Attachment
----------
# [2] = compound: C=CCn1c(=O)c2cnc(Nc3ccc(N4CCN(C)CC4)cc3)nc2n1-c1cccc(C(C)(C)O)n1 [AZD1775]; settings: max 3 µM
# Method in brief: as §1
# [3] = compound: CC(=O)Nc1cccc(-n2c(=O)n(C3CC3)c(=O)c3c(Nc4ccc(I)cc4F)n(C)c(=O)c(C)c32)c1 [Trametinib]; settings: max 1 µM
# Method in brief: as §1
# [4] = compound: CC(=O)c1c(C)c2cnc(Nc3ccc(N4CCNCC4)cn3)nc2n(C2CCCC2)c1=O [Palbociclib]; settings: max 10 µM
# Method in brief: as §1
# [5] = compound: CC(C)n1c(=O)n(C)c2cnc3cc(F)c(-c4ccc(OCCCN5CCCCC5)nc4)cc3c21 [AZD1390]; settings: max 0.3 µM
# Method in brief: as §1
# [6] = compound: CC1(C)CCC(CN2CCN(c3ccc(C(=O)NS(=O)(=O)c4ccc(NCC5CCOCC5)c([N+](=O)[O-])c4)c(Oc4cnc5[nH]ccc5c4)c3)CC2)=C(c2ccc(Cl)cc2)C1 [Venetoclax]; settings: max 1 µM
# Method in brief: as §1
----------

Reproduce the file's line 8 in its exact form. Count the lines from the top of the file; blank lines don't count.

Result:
# Method in brief: as §1